It ain’t cheap, and it ain’t fast, but if you’ve got a yacht and a spare 20 years...
Kolohe Andino, P-Pass. Photo: Swilly
by Sean Doherty
Covering an area of ocean the size of one Australia (or 50 Britains), this archipelago of green diamonds strewn across the North Pacific has only just started being mined for surf. In many ways it could be the last great surf frontier, as who knows how many other P-Passes lay buried deep in the chain. And there’s a reason these waves have remained hidden: Micronesia is the original coconut milk run. Getting anywhere in this chain ain’t easy, it ain’t cheap, and it ain’t fast, but if you’ve got a yacht and a spare 20 years you’ve got all sorts of surf potential to explore.
Surf consistency: 6 Wave variety: 3
Climate: 9 Radness: 9 Budget: 2
To date however the only real surfer magnet in Micronesia has been Palikir – “P-Pass" as it’s been christened – a righthand reef pass on the main island of Pohnpei that breaks as well at two foot as it does at 10. The wave shanghais you into it before it races, roars and kinks down the length of the coral reef. It works on the same North Pacific lows that push swell at Hawaii, and often guys on Oahu’s North Shore will pass up a good Pipe day and instead jump a steel bird across to Pohnpei, Micronesia’s biggest island. Getting the wave on however is a far more fickle proposition than scoring in Hawaii. Palikir gets the swell earlier and as such rarely hits 10 feet on swells that hit Hawaii at 30. The wind is the other factor, for as with the whole chain, the reef pass at Palikir sits way offshore and is open to any wind; good, bad and ugly.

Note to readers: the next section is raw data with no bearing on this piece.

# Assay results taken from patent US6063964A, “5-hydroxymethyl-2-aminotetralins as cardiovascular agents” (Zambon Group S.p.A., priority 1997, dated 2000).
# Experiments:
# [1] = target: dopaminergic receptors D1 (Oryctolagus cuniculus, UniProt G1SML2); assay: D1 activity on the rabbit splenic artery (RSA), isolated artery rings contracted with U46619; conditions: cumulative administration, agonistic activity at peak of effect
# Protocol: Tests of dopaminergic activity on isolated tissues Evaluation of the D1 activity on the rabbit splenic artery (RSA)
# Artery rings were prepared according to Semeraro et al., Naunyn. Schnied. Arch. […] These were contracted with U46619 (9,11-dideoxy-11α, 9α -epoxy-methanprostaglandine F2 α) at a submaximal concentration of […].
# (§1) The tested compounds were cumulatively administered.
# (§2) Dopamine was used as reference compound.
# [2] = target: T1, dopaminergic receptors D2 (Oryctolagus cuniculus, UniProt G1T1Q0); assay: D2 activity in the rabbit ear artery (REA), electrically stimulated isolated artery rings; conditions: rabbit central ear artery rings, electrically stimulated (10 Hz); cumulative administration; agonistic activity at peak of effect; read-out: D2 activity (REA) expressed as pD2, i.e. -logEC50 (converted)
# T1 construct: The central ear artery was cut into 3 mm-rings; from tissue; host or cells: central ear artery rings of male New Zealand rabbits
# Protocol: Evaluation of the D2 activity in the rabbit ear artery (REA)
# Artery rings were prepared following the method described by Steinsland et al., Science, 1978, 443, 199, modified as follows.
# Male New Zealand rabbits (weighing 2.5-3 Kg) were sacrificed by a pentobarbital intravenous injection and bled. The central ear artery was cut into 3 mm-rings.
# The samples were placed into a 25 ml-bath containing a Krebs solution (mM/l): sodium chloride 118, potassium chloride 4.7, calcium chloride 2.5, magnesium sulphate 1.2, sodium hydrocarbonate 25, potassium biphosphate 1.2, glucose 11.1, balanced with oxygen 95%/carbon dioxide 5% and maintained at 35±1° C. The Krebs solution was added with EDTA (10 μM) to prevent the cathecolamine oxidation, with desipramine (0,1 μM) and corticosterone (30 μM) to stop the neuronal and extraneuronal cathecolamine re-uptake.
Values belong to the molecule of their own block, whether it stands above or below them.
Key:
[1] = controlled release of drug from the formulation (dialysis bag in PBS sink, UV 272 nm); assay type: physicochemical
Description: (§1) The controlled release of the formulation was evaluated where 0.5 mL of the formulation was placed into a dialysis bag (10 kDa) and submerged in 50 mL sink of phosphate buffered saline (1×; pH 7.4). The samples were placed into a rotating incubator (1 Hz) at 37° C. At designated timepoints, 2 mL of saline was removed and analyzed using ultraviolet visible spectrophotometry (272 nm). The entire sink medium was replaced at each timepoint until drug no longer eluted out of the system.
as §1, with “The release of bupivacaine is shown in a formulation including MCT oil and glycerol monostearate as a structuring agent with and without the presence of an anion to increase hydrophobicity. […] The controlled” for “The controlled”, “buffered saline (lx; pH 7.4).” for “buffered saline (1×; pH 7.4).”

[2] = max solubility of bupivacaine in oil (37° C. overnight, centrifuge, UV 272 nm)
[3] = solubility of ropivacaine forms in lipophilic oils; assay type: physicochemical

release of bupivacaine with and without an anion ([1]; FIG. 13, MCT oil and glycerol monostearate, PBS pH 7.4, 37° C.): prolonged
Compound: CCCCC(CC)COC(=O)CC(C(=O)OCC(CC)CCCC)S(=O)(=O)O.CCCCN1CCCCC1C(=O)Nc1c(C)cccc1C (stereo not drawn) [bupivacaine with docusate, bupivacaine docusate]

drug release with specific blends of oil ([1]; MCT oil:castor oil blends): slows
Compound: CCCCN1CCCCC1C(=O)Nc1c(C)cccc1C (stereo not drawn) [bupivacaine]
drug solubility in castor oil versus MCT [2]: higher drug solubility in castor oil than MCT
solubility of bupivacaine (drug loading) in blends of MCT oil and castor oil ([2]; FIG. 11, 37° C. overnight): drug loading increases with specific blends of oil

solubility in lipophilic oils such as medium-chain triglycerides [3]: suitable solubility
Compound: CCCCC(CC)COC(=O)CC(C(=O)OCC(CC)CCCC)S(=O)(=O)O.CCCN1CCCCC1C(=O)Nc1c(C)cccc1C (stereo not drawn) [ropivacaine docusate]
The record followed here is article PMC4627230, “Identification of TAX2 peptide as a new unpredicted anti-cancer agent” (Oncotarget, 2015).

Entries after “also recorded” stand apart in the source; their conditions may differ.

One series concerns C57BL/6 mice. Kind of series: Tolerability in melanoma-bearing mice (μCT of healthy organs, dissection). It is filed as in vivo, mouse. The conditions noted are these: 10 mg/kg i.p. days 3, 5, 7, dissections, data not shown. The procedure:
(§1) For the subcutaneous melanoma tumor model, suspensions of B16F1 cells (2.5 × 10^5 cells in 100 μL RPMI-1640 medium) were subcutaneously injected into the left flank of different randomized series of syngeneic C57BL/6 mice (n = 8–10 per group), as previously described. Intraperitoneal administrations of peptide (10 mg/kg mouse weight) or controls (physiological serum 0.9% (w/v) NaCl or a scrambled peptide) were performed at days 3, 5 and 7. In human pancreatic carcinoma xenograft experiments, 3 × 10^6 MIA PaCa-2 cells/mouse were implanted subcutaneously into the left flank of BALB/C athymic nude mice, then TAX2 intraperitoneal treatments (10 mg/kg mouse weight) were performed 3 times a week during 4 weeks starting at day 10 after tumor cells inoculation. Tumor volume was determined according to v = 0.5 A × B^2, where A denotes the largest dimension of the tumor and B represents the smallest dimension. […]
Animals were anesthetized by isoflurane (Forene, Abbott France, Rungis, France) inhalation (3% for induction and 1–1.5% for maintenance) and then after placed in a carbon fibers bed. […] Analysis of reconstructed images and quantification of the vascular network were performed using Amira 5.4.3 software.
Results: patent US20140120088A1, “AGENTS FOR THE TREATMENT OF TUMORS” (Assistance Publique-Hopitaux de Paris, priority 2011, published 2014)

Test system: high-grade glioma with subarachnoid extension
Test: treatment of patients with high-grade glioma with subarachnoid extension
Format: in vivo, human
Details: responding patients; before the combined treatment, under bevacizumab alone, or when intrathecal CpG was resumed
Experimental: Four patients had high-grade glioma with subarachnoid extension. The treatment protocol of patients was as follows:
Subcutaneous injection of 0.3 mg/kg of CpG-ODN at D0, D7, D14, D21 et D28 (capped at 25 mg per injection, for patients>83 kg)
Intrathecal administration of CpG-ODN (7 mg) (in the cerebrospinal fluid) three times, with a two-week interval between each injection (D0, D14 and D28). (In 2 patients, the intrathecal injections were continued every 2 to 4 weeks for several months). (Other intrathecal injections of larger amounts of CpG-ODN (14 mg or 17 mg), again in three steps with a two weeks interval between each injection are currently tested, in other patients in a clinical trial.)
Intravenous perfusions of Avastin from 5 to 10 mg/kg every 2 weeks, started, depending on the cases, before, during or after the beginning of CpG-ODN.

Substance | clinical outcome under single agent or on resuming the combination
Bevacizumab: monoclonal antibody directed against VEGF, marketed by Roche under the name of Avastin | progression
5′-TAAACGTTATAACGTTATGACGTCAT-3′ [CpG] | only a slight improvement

The whole group – the Marshalls, Carolines, Palau and Chuuk – look and feel different to the South Pacific with its jagged volcanic peaks. Most of the islands in Micronesia feel like lifeboats. Most are atolls, everything is low lying and the wind blows straight across them and is rarely your friend. If you come here looking for surf you’ve really got to want it. Aside from the aforementioned tyranny of distance and the fact most of the waves exist on Google Earth and not Google itself, you’re leaving behind every notion of Western surf charter comfort. The nearest nightclub is in Japan, the nearest sex that doesn’t involve marrying the girl you’re having it with is in Manilla, and the nearest McDeath burger is in Honolulu. Out here you’re pretty much off the grid, and if that’s your thing there are fewer places left on Earth with as much untapped surf potential as here. If Martin Daly – the guy who opened up the Mentawai Islands to surf charters over 20 years ago – has moved here and set up a surf camp in the Marshalls it’s probably telling you something.